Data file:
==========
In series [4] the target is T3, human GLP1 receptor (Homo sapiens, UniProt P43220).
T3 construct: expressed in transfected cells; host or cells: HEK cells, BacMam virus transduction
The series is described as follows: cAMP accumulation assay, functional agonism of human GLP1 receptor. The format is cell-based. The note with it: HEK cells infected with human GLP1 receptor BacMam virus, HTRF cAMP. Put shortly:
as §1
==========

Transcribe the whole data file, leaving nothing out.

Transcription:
In series [4] the target is T3, human GLP1 receptor (Homo sapiens, UniProt P43220).
T3 construct: expressed in transfected cells; host or cells: HEK cells, BacMam virus transduction
The series is described as follows: cAMP accumulation assay, functional agonism of human GLP1 receptor. The format is cell-based. The note with it: HEK cells infected with human GLP1 receptor BacMam virus, HTRF cAMP. Put shortly:
as §1